Article

Biochemical support for the "threshold" theory of creativity: A magnetic resonance spectroscopy study

The Mind Research Network, University of New Mexico, Albuquerque, New Mexico 87131, USA.
The Journal of Neuroscience : The Official Journal of the Society for Neuroscience (Impact Factor: 6.75). 05/2009; 29(16):5319-25. DOI: 10.1523/JNEUROSCI.0588-09.2009
Source: PubMed

ABSTRACT A broadly accepted definition of creativity refers to the production of something both novel and useful within a given social context. Studies of patients with neurological and psychiatric disorders and neuroimaging studies of healthy controls have each drawn attention to frontal and temporal lobe contributions to creativity. Based on previous magnetic resonance (MR) spectroscopy studies demonstrating relationships between cognitive ability and concentrations of N-acetyl-aspartate (NAA), a common neurometabolite, we hypothesized that NAA assessed in gray and white matter (from a supraventricular slab) would relate to laboratory measures of creativity. MR imaging and divergent thinking measures were obtained in a cohort of 56 healthy controls. Independent judges ranked the creative products of each participant, from which a "Composite Creativity Index" (CCI) was created. Different patterns of correlations between NAA and CCI were found in higher verbal ability versus lower verbal ability participants, providing neurobiological support for a critical "threshold" regarding the relationship between intelligence and creativity. To our knowledge, this is the first report assessing the relationship between brain chemistry and creative cognition, as measured with divergent thinking, in a cohort comprised exclusively of normal, healthy participants.

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    • "The relationship between ideational fluency and brain structure depends on intelligence The threshold hypothesis posits that an above-average IQ forms a necessary, but not sufficient condition for high creative potential (Guilford, 1967). While recent investigations corroborated the threshold effect on a behavioral level (Jauk et al., 2013; Karwowski and Gralewski, 2013), there is to date only one study on the neurobiological basis of the threshold effect (Jung et al., 2009). In their spectroscopic study, Jung et al. observed different correlations between creative potential and NAA, a marker of neuronal integrity, in groups of lower and higher IQ. "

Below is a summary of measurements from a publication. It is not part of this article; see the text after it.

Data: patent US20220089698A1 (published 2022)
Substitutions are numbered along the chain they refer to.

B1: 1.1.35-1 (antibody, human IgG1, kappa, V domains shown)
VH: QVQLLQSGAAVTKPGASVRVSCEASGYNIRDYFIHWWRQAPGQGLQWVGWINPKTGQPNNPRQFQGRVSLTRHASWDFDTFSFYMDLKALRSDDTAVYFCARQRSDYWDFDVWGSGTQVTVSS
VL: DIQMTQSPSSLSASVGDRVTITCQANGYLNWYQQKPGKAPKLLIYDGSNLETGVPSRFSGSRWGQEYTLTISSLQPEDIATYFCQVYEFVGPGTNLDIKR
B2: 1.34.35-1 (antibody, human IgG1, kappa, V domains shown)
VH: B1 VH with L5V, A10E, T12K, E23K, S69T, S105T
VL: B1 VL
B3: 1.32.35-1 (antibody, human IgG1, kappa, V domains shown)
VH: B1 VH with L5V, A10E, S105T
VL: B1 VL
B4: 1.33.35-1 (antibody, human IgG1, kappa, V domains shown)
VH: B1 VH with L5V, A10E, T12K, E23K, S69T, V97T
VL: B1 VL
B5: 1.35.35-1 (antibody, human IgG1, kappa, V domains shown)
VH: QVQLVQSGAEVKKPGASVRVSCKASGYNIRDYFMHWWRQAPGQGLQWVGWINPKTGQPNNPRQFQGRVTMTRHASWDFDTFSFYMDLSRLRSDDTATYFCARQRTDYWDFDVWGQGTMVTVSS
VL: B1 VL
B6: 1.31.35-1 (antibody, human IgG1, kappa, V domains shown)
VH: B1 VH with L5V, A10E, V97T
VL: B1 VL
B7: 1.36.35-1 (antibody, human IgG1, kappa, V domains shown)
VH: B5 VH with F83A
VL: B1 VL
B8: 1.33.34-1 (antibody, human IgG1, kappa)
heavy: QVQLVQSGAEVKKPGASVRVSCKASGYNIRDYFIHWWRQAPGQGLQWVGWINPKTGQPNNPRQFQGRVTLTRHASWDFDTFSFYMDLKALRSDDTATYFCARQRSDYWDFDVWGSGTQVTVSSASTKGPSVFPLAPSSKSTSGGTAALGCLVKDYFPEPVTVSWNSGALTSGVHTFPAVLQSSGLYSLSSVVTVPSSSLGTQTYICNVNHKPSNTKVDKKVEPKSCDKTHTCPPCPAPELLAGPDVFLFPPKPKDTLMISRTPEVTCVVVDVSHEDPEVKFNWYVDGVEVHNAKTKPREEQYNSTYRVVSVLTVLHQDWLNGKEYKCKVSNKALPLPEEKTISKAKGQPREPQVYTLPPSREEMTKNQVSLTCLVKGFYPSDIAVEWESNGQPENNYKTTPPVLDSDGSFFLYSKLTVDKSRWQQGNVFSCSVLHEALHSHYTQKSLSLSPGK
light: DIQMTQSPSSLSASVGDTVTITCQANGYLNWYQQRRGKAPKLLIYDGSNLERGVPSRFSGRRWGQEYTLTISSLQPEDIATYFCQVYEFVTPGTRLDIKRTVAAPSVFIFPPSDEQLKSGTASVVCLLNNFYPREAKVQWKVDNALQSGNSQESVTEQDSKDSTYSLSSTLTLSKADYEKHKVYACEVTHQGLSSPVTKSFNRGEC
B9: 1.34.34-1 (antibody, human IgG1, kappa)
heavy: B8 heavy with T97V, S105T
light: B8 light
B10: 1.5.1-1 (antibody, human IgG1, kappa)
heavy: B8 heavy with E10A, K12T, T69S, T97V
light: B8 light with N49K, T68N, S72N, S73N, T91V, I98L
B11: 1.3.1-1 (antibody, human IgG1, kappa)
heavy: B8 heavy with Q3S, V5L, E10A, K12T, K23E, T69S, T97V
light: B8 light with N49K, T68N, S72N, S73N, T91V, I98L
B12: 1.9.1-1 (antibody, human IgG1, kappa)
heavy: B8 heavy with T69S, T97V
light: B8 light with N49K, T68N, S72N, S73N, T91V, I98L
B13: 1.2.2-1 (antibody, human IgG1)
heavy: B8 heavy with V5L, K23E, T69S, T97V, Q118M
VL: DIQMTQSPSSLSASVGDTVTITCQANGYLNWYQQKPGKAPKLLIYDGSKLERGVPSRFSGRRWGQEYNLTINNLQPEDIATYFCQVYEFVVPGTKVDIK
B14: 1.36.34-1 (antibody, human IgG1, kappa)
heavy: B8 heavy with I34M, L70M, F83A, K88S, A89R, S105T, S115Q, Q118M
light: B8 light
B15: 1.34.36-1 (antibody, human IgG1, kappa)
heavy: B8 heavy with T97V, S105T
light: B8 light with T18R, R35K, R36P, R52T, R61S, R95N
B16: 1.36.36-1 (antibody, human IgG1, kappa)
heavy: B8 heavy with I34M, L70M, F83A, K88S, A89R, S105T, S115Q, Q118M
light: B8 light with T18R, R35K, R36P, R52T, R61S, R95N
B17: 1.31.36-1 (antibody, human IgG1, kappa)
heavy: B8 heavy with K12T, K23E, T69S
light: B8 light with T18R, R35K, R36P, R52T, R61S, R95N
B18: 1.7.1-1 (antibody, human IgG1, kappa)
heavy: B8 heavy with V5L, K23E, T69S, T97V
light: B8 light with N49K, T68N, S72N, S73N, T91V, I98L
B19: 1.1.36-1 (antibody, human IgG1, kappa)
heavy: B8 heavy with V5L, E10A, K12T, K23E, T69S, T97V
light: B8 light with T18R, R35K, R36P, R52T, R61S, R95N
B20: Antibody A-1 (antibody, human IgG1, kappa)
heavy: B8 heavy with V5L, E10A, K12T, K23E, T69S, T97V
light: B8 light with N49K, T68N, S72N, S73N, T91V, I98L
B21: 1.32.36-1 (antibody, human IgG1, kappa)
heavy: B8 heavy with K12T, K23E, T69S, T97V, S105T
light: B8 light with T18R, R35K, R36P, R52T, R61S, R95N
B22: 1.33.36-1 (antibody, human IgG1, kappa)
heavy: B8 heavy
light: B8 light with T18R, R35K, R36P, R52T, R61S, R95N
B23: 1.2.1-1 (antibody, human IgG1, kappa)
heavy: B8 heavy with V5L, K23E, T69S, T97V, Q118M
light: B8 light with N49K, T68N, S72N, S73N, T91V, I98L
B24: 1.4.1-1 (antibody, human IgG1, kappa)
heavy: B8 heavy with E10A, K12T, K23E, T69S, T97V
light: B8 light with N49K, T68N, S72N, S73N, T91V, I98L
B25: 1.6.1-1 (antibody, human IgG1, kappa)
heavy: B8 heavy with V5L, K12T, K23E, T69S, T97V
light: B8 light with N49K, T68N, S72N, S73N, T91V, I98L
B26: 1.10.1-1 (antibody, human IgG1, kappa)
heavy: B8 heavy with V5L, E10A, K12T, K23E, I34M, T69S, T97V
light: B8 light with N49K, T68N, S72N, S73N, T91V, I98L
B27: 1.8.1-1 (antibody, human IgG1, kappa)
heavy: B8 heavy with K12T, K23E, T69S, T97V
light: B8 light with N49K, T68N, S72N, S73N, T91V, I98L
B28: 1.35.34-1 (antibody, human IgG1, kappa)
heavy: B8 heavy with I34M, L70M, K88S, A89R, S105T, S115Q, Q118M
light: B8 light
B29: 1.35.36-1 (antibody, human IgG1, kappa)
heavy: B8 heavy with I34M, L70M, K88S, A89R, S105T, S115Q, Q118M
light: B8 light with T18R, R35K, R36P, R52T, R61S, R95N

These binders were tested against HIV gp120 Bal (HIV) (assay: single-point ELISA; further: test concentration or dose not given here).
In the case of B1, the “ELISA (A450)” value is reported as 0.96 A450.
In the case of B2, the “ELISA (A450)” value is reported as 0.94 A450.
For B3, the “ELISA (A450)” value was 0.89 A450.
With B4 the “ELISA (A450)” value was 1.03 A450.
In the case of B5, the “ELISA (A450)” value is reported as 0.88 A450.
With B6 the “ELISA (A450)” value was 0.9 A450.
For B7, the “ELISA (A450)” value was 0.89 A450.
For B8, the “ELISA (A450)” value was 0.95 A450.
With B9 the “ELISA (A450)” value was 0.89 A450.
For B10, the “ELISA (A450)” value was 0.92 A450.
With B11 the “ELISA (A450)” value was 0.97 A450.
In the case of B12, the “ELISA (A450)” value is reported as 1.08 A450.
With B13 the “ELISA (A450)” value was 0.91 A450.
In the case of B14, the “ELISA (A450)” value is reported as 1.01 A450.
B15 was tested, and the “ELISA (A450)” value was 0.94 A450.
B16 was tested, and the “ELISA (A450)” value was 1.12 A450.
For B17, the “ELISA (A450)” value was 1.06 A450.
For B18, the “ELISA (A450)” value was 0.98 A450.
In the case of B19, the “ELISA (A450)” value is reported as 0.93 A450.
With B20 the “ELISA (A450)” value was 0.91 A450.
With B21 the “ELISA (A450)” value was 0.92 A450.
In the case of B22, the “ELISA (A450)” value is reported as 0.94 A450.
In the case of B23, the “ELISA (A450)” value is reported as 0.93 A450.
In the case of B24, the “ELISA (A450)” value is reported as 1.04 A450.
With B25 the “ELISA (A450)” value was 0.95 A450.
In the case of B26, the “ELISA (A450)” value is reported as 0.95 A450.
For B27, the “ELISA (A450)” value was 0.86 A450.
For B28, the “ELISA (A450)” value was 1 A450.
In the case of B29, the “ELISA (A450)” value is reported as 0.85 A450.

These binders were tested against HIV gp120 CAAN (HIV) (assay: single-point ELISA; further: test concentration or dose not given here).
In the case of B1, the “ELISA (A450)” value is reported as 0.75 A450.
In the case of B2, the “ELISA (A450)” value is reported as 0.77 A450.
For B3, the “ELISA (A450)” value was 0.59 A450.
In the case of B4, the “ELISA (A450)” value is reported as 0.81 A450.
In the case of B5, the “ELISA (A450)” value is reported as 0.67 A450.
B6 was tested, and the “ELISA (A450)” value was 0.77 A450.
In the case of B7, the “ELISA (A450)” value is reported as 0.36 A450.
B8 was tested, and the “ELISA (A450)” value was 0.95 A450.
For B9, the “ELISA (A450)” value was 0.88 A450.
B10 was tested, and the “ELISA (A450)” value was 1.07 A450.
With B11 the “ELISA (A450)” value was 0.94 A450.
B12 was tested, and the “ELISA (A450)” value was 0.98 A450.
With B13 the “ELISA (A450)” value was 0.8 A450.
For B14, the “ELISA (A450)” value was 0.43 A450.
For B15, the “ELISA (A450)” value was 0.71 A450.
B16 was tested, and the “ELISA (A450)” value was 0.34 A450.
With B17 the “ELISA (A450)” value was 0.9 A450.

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    ABSTRACT: There is increasing research interest in the structural and functional brain correlates underlying creative potential. Recent investigations found that interindividual differences in creative potential relate to volumetric differences in brain regions belonging to the default mode network, such as the precuneus. Yet, the complex interplay between creative potential, intelligence, and personality traits and their respective neural bases are still under debate. We investigated regional gray matter volume (rGMV) differences that can be associated with creative potential in a heterogeneous sample of N = 135 individuals using voxel-based morphometry (VBM). By means of latent variable modeling and consideration of recent psychometric advancements in creativity research, we sought to disentangle the effects of ideational originality and fluency as two independent indicators of creative potential. Intelligence and openness to experience were considered as common covariates of creative potential. The results confirmed and extended previous research: rGMV in the precuneus was associated with ideational originality, but not with ideational fluency. In addition, we found ideational originality to be correlated with rGMV in the caudate nucleus. The results indicate that the ability to produce original ideas is tied to default-mode as well as dopaminergic structures. These structural brain correlates of ideational originality were apparent throughout the whole range of intellectual ability and thus not moderated by intelligence. In contrast, structural correlates of ideational flueny, a quantitative marker of creative potential, were observed only in lower intelligent individuals in the cuneus / lingual gyrus.